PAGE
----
Regardless of how old anything is, it is new the day you find out about
it.In fishing it can be anything from a new way to tie a more efficient
knot to the best technique for fooling fish following a cold front.At
least for now, any new information regarding fishing the day after a
cold front is little more than wishful thinking!

Not that long ago, I was talking with one of our better local bass
fishermen, Trey Smith, when he casually asked if I had done any good
fishing a Ned Rig.It turned out that I was one of the few that had never
even heard of the lure or the technique or whatever a Ned Rig might be,
but by the end of our chat I realized I had fished a slightly modified
version for years.

He said that he had given it a try a few days earlier and that it worked
much better than he anticipated.Inland saltwater fishermen have
benefitted from both freshwater techniques to bass lures for years, but
in this case, it is just the opposite.Every saltwater angler that has
ever threaded a plastic tail on a jig head has fished a version of the
Ned Rig.

Finesse fishing has become very popular with tournament fishermen and in
this instance, either a converted trout fisherman decided to chunk a
trout lure at the bass or a desperate bass fisherman just decided to
thread a four inch piece of a straight tail worm on a lead head and give
it a try.

I don’t have to tell even the most novice trout fisherman how to rig or
fish a jig head and grub, but to render it more bass-worthy, the Ned Rig
requires a slight modification.They actually offer a slightly off-set
jig head which, in my opinion, helps keep the worm straight when rigged
weedless.

According to Ned, or whomever named the technique, using a worm that
will float upright when the lead head is on the bottom is the key.The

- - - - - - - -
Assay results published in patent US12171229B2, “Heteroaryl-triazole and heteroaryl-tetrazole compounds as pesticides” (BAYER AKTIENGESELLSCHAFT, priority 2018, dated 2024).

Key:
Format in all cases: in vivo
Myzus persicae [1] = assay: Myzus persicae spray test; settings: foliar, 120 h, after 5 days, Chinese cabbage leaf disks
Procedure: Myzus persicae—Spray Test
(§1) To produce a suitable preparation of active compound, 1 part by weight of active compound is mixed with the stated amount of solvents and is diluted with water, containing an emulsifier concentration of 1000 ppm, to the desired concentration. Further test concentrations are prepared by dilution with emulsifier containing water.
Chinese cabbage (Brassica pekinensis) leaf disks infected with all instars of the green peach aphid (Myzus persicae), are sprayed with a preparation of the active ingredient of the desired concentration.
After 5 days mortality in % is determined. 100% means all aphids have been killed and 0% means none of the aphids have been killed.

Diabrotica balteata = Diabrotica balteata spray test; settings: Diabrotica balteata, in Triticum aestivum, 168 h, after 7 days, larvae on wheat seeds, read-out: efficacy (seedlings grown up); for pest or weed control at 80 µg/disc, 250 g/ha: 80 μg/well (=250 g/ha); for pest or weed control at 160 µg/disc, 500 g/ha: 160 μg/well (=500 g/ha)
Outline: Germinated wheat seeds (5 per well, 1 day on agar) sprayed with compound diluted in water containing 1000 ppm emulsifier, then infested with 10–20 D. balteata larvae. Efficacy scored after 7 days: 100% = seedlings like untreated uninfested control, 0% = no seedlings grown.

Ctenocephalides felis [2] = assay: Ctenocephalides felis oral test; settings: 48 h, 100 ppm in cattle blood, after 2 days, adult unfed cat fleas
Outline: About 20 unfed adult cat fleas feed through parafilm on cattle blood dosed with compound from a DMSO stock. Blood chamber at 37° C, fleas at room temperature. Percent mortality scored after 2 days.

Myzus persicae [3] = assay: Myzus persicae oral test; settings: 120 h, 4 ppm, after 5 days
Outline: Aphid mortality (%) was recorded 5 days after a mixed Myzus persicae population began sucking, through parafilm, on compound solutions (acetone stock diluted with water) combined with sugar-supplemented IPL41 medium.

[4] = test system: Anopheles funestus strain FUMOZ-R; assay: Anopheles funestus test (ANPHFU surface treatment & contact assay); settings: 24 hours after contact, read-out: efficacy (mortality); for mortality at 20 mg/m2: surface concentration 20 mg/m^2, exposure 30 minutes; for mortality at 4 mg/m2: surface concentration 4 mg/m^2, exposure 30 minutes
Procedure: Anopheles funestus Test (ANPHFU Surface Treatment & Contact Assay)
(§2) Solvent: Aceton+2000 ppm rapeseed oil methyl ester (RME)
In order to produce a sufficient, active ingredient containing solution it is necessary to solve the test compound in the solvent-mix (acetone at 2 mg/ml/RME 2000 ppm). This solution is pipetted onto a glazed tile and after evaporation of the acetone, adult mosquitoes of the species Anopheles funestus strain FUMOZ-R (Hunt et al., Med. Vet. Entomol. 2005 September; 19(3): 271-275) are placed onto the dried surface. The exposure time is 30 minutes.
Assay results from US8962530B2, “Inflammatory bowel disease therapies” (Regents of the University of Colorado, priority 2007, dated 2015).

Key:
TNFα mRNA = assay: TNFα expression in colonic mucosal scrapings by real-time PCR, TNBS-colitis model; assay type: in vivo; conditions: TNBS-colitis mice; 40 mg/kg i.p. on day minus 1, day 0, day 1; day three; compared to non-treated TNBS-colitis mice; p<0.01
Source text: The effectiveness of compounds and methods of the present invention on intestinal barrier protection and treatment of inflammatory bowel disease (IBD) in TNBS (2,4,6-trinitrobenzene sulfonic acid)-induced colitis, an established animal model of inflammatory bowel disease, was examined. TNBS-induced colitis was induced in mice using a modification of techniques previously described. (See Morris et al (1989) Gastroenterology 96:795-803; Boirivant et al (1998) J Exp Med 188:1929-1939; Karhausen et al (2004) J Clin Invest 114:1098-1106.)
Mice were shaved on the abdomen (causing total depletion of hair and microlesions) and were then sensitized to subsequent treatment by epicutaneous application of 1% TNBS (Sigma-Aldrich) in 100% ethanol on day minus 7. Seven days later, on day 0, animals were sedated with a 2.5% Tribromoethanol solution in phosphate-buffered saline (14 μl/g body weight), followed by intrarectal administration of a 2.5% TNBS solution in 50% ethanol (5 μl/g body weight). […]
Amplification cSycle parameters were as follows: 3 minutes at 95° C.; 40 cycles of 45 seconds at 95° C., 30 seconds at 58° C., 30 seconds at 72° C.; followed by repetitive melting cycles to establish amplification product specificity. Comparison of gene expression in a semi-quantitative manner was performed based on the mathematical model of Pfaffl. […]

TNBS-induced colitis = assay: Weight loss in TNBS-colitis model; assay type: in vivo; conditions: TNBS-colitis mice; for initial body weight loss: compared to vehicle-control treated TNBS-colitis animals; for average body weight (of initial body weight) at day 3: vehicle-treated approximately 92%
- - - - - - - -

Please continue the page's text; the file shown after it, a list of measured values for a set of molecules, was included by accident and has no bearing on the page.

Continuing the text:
fact that you are keeping it in contact with the bottom most of the time
makes that minor alteration a little more appealing.

They do, in fact, offer an off-set hook with a flatter head that makes
rigging it much easier.So……..here is what I have discovered after giving
it a shot both in the bayous and on Toledo Bend.It works well enough to
keep one tied on one of your rods and I would suggest fishing it on a
seven foot medium spinning rod with a reel filled with 8 to 10 pound
fluorocarbon or 12 pound braid.

When I use braid for this technique I also add a couple of feet of mono
leader.The lure performs better because you can tie a loop knot and the
mono is a little more invisible.The head that is made exclusively for
the rig generally weighs an eighth of an ounce and is much flatter than
its saltwater counterpart.

Because I initially decided to give the technique a try following Trey’s
recommendation, I used what I had available and it worked just fine.I
filed the head a little flatter on a couple of conventional jig heads
and later even bent the shank of the hook to make it easier to rig
weedless.I don’t think bending the hook is a good idea, however, as it
will break under the strain of an irate redfish.

I didn’t have a single plastic worm in the boat the day I elected to try
a Ned Rig so I bit about four inches off of an Assassin Lil Tapper.I
don’t know if it floated upright or not as everything immediately
disappears in the dirty water we are fishing right now, but if it
didn’t, the fish didn’t seem to care.

The only day that I have fished it in the bayous, I caught two nice
flounder, several undersized reds and a kajillion small bass.The bite
really picked up when I switched to a watermelon Lil’ John.

The one day I fished it on Toledo Bend it was pouring down rain and we
never got too far from the camp.The water wasn’t as low as it is right
now and I caught eleven bass between two and four pounds while my
partner struck out on everything from a Wacky worm to a jerk bait.The
bass would hit it just about the time it cleared the outside edge of the
moss.

Aside from the fact that Trey’s Ned Rig catches fish, the best news of
all is that there is no need to throw away all of your used worms that
are no longer suitable for Texas rigging.Save the last four inches and
try the Ned Rig!